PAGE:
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This work is licensed under a Creative Commons Attribution-Share Alike 3.0 Unported License . CS 312: Algorithm Analysis. Lecture #4: Primality Testing, GCD. Slides by: Eric Ringger, with contributions from Mike Jones, Eric Mercer, Sean Warnick. Announcements. HW #2 Due Now

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cs 312 algorithm analysis

This work is licensed under a Creative Commons Attribution-Share Alike 3.0 Unported License.

CS 312: Algorithm Analysis

Lecture #4: Primality Testing, GCD

Slides by: Eric Ringger, with contributions from Mike Jones, Eric Mercer, Sean Warnick

announcements
Announcements
  • HW #2 Due Now
  • Homework: Required to show your work
  • Project #1
    • Today we’ll work through the rest of the math
    • Early: this Wednesday, 1/16
    • Due: Friday, 1/18
  • Bonus help session on Proof by Induction
    • Tuesday, 4pm, 1066 TMCB
practice
Practice
  • Key points:
  • Represent exponent in binary
  • Break up the problem into factors (one per binary digit)
  • Use the substitution rule
objectives
Objectives
  • Part 1:
    • Introduce Fermat’s Little Theorem
    • Understand and analyze the Fermat primality tester
  • Part 2:
    • Discuss GCD and Multiplicative Inverses, modulo N
    • Prepare to Introduce Public Key Cryptography
  • This adds up to a lot of ideas!
fermat s little theorem
Fermat’s Little Theorem

If p is prime, then a p-1  1 (mod p)

for any a such that

Examples:

How do you wish you could use this theorem?

p = 3, a = 2

p = 7, a = 4

logic review
Logic Review

a  b (a implies b)

Which is equivalent to the above statement?

  • b  a
  • ~a  ~b
  • ~b  ~a
logic review1
Logic Review

a  b (a implies b)

Which is equivalent to the above statement?

  • b  a The Converse
  • ~a  ~b The Inverse
  • ~b  ~a The Contrapositive
contrapositive of fermat s little theorem
Contrapositive of Fermat’s Little Theorem

If pand a are integers such that and a p-1 mod p 1, then p is not prime.

first prime number test
First Prime Number Test

function primality(N)

Input: Positive integer N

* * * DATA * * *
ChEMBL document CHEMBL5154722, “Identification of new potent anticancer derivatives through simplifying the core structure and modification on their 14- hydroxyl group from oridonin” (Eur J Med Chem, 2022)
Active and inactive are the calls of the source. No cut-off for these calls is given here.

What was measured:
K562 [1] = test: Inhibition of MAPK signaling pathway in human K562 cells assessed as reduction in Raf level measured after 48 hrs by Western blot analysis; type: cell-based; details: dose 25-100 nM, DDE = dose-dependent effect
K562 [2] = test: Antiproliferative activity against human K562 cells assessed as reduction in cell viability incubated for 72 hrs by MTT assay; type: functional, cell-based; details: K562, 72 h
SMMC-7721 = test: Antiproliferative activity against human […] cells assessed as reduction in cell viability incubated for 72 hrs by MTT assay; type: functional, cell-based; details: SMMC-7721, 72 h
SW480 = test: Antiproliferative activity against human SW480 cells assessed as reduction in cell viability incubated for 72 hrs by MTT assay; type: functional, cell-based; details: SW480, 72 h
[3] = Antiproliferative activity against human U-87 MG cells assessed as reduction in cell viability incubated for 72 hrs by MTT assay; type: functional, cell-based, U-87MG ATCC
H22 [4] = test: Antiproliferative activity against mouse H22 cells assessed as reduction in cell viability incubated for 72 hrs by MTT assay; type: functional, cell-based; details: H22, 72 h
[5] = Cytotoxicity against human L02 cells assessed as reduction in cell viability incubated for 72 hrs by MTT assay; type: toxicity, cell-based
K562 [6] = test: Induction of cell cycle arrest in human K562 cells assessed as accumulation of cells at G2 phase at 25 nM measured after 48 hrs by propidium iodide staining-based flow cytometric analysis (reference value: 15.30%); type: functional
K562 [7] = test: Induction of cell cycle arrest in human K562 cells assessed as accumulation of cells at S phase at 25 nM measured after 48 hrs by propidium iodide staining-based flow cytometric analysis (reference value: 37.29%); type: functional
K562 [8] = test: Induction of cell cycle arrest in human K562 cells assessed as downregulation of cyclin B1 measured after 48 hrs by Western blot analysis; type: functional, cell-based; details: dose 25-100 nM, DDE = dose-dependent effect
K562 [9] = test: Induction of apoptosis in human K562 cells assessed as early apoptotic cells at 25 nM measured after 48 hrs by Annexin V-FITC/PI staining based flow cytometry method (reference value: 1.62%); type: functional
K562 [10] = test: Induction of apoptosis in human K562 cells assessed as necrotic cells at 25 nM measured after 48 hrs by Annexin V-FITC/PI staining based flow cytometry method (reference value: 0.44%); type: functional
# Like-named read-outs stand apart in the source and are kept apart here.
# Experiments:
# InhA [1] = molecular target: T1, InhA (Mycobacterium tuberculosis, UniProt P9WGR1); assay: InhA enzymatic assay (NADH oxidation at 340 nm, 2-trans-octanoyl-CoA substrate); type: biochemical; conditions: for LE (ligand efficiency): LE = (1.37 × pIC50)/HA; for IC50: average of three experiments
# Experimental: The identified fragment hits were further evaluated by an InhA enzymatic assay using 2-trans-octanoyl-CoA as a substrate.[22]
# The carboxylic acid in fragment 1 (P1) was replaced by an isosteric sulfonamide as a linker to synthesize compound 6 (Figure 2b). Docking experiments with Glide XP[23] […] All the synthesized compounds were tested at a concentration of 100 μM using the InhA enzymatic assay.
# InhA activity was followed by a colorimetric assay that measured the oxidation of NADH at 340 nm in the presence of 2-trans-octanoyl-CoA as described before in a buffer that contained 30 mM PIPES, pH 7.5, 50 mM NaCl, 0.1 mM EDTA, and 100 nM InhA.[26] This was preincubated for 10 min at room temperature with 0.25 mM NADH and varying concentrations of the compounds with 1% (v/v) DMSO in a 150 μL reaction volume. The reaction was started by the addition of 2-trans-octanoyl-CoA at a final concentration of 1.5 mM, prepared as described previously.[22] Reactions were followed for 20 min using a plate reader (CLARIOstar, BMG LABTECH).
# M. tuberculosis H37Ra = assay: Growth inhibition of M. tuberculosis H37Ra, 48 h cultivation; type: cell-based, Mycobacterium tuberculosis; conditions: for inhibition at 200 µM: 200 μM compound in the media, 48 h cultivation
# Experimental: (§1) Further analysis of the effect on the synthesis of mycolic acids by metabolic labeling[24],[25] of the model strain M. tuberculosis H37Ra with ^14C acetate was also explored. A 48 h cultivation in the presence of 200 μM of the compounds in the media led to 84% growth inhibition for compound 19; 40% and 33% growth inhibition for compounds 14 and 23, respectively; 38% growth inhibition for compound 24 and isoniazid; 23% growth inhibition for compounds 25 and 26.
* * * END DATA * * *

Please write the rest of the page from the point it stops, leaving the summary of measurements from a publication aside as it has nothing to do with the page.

Output: yes/no

// a is random positive integer between 1 and N-1

a = uniform(1..N-1)

//

if (modexp(a, N-1, N) == 1):

return “possibly prime”

else: return “not prime” // certain

false witnesses
False Witnesses
  • If primality(N) returns “possibly prime”, then N might or might not be prime, as the answer indicates
  • Consider 15:
    • 414 mod 15 = 1
    • but 15 clearly isn’t prime!
    • 4 is called a false witness of 15
  • Given a non-prime N, we call a number a where an-1 mod N = 1 a “false witness” (to the claim that N is prime)
relatively prime
Relatively Prime
  • Two numbers, a and N, are relatively prime if their greatest common divisor is 1.
    • 3 and 5?
    • 4 and 8?
    • 4 and 9?
  • Consider the Carmichael numbers:
    • They pass the test (i.e., an-1 mod N = 1) for all a relatively prime to N.
false witnesses1
False Witnesses
  • Ignoring Carmichael numbers,
  • How common are false witnesses?
    • Lemma: If an-1 mod n = 1 for some a relatively prime to n, then it must hold for at least half the choices of a < n
state of affairs
State of Affairs
  • Summary:
    • If n is prime, then an-1 mod n = 1 for all a < n
    • If n is not prime, then an-1 mod n = 1 for at most half the values of a < n
  • Allows us to put a bound on how often our primality() function is wrong.
correctness
Correctness
  • Question #1: Is the “Fermat test” correct?
    • No